As an update to our last IFRS 9 results blog, 2Q21 results update: the unwind continues, published in August, this post gives a 3Q21 update on the loss reserving trends and outlook for UK banks.  As before, we have analysed the aggregate position of Barclays, HSBC, Lloyds, NatWest and Santander UK as a proxy for the wider UK banking sector. 

The credit environment remained benign in the quarter with strong fundamentals and banks reporting robust credit performance.  At firms that refreshed their economic scenarios the economic outlook showed a modest improvement.  This led to a small P&L credit in the quarter and continuation of the glide path toward pre-COVID reserving levels: ECL balances were down £2bn in the quarter to £26bn and coverage fell 0.1pp to 1.2%, only just above the 4Q19 level of 1.1%.

Changes in the shape of banks’ balance sheets are suppressing loss rates and this effect is likely to persist for a while.  In combination with gradually improving economic outlook and the supportive effects of the tail end of state support, lenders are expecting net P&L releases for 2021 and/or continued low impairment run rate.  

Although it seems unlikely that material credit issues will emerge before year-end, uncertainty persists.  Lenders will also have to consider continued COVID-related risks (e.g. to unemployment from furlough unwind), new affordability risks (via interest rate rises, inflation, and higher energy costs), and potentially start thinking through risks from climate change at year end. 

A significant level of management judgement may continue to be used to deal with risks outside of the models or to compensate for the models operating outside of their original design, although the shape of this will likely change as COVID-related risks subside and new risks emerge.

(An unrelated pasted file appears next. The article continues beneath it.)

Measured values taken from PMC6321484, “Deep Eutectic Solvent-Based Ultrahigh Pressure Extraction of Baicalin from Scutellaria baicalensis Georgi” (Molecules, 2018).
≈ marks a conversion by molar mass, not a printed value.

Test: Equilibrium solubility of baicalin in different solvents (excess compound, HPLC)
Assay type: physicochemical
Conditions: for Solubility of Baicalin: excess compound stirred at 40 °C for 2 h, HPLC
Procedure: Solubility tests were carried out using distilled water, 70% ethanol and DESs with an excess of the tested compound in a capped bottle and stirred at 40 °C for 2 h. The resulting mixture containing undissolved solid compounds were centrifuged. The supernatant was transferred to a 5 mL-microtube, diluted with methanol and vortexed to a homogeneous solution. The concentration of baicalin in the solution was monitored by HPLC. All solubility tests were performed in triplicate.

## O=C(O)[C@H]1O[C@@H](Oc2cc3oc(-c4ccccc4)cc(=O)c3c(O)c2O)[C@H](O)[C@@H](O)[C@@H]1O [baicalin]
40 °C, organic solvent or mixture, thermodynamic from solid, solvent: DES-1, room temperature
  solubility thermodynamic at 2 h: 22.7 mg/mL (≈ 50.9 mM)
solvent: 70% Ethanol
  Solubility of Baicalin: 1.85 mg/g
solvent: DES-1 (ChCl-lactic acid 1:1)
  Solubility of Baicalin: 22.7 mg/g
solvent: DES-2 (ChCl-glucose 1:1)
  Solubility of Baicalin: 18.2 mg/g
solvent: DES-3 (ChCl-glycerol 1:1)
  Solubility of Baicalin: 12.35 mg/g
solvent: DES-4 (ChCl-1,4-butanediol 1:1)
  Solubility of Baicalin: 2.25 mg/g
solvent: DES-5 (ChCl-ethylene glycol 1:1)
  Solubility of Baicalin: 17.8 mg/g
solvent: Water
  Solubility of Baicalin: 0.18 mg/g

We look at these topics in more detail (and, as usual, with a lot of charts) below…

The credit environment remained benign in the quarter with firms reporting robust credit performance

The proportion of balances in Stage 3 stayed broadly flat at 1.8% of drawn loans and advances.  The proportion of balances in Stage 2 has continued to fall, dropping from 13% to 12% of drawn loans and advances in the quarter, with loans migrating back to Stage 1 because of the more positive economic outlook.  Stage 2 is still 50% above its pre-COVID level of 8% but significantly down on its peak of 18%.

Credit fundamentals stayed strong

Unemployment improved during the quarter, trending down to 4.5%, back to mid-2020 levels.  The CJRS (furlough) scheme continued to unwind with 1.6m people reported as being furloughed at end Jul 21 compared to 9m at its peak.  The redundancy rate was very low through 2Q and 3Q21.

Personal and corporate insolvencies were still running below 2019 levels (taken as a comparison for a more “normal” credit environment) but there was an uptick in corporate insolvencies in 3Q21 (although not driven by any particular sector).  This can be seen in the chart below where insolvency and write-off levels are compared to the average for 2019 (at 100), with the data trend mostly bumping around below that level.

House price inflation remained strong, although lower than the peak in Jun 21 which was driven by the increase in stamp-duty at the end of that month. Used car prices have also been strong, increasing for six consecutive months, rising 20% over that time net of depreciation [source Cap-HPI].

There was a small P&L credit in the quarter and continuation of the glide path to return to pre-COVID reserving levels

3Q21 saw a £0.8bn credit to the P&L and small negative cost of risk (i.e. annualised P&L charge divided by drawn assets), more modest than in 2Q21 but in-line with 1Q21. 

ECL balances and coverage continued their glide path back to pre-COVID levels.  ECL balances decreased another £2bn in the quarter to £26bn and are now £4bn above 4Q19 levels (peak £36bn).  Coverage (total ECL divided by drawn loans and advances) decreased by 0.1pp in the quarter to 1.2%, just above the 4Q19 level of 1.1% (peak 1.6%). 

There is still a significant level of management judgement being used to compensate for uncertainty in the outlook, other COVID-related risks, and/or model issues, with the aggregate balance of adjustments remaining broadly stable.  There were early signs of some COVID-related adjustments being wound down.